Published by Doubleday/Transworld
ebook, hardback and paperback : 11 January 2018
It’s the last day of the publisher blog tour for Turning for Home today and I’m delighted that Barney Norris has kindly agreed to answer a few questions. My thanks to Anne Cater for the invitation to take part in the tour.
Welcome to the blog Barney
You’re an author and a playwright and are the co-founder of a touring theatre company, Up InArms. What was your first interest – theatre or writing, or did one lead to the other?
Hello, thank you for having me! I think both of those worlds excited me from a very early stage – being in plays helped me get control of shyness when I was five or six, and books seemed exciting as soon as I could read them. I’ve always been into both.
Can you tell us a little about your second novel, Turning for Home. Where did the inspiration for the story come from
Turning For Home is a novel about family, and the deep rooted identities we get from our families, and also about the way that people carry wars within themselves. Different conflicts, but always conflicts under the surface that are shaping how we live. I started writing it because I was interested in the way the legacy of the Troubles is playing out in our own time; then events in my own life further complicated what I was doing, and I found myself writing about more types of hunger than I had expected.
If you are writing a play and a book at the same time, how difficult or easy is it to give your full attention to the story in hand. Does the other project keep interrupting your thoughts and demanding your time instead?
I try to write one thing at a time these days; it’s much better to concentrate and let all the ideas that come to you go in the one story. I tend to find stories are made up of lots of little ideas, that are usually secretly related to each other once you really look at them, and are also of course related to whatever you’re doing in your life at the time you have them all. It stands to reason, then, that all those related fragments should go in the same story – that way, you might be able to reverse engineer something coherent and interesting.
How did you plan/research your books? Do you plot in detail or just see where the story takes you?
I don’t plan in great detail, and while I’ve done lots of research for certain projects, in the end I always just make everything up. I can always see a kind of shape for the story, which I work towards – without a sense of the shape of what I’m going to do, I can’t start.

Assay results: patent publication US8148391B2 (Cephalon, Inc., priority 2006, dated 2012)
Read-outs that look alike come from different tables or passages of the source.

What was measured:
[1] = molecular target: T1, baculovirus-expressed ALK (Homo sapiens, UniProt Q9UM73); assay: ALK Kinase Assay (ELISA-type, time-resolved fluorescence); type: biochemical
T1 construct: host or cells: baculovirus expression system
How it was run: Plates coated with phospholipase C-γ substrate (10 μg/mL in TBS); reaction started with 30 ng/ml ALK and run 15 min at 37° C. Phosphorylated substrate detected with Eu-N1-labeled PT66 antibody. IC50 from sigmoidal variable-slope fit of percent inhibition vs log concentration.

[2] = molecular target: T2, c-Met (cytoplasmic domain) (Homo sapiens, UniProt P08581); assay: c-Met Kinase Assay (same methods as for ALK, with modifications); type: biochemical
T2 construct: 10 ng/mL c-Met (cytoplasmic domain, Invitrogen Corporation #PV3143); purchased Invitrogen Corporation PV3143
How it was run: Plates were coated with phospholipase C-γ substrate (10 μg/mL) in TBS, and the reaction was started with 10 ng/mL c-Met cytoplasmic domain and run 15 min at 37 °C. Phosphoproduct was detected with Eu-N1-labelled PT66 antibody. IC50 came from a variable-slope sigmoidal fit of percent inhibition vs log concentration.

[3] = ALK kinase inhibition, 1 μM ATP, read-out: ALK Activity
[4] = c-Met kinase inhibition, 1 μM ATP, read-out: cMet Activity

What is the best writing advice that you have received? And what advice would you give to anyone trying to get their novel published? Is there anything that you wished you had done differently?
I don’t know what advice has really worked for me – I think it’s all so personal, it’s probably a bad idea to pass on quotes. I find a lot of things I think are helpful stop working for me after a while, actually. The one thing I cling to is a line of D.H.Lawrence – ‘bite down and don’t let the bastards shake you off till the money starts flowing like blood’. When it comes to getting published, I think it’s important to be humble, and be ready to start it all again if you’re asked to; and to be relentless in pursuing the goal you have. You have to beat and beat at the door – people don’t mind, and if they mind, they’ll tell you, and those people weren’t going to print your stuff anyway, so what have you lost in annoying them? As to wishing, I always wish I was more humble about things. Although I’m also aware that the armour of confidence is necessary to get anything done.
Is there any part of the writing process which you enjoy (or dislike) the most – i.e. researching, writing, editing?
I love all of it, but I love writing by hand – I tend to lie on my stomach in the sun with a pen and some paper and try and get into the headspace I associate with colouring in when I was a child. That free, happy place, lying in the sun, is a lovely place to go.
Do you read reviews of your work?